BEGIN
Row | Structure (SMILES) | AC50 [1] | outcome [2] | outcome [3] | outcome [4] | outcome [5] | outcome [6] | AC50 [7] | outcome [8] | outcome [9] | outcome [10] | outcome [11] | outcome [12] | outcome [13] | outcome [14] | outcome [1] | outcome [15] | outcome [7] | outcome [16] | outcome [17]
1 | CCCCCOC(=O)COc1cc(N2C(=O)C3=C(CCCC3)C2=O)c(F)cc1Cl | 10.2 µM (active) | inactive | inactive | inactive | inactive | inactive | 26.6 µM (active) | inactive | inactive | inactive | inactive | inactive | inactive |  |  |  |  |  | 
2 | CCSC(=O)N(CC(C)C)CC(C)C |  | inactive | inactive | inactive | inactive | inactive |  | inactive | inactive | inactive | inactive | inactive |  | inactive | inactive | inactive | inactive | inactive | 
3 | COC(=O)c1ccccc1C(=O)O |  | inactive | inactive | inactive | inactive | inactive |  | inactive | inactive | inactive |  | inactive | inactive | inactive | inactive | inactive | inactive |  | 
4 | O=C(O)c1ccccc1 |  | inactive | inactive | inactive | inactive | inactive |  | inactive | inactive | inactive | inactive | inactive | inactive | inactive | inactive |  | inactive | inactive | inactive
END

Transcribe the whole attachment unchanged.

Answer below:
Row | Structure (SMILES) | AC50 [1] | outcome [2] | outcome [3] | outcome [4] | outcome [5] | outcome [6] | AC50 [7] | outcome [8] | outcome [9] | outcome [10] | outcome [11] | outcome [12] | outcome [13] | outcome [14] | outcome [1] | outcome [15] | outcome [7] | outcome [16] | outcome [17]
1 | CCCCCOC(=O)COc1cc(N2C(=O)C3=C(CCCC3)C2=O)c(F)cc1Cl | 10.2 µM (active) | inactive | inactive | inactive | inactive | inactive | 26.6 µM (active) | inactive | inactive | inactive | inactive | inactive | inactive |  |  |  |  |  | 
2 | CCSC(=O)N(CC(C)C)CC(C)C |  | inactive | inactive | inactive | inactive | inactive |  | inactive | inactive | inactive | inactive | inactive |  | inactive | inactive | inactive | inactive | inactive | 
3 | COC(=O)c1ccccc1C(=O)O |  | inactive | inactive | inactive | inactive | inactive |  | inactive | inactive | inactive |  | inactive | inactive | inactive | inactive | inactive | inactive |  | 
4 | O=C(O)c1ccccc1 |  | inactive | inactive | inactive | inactive | inactive |  | inactive | inactive | inactive | inactive | inactive | inactive | inactive | inactive |  | inactive | inactive | inactive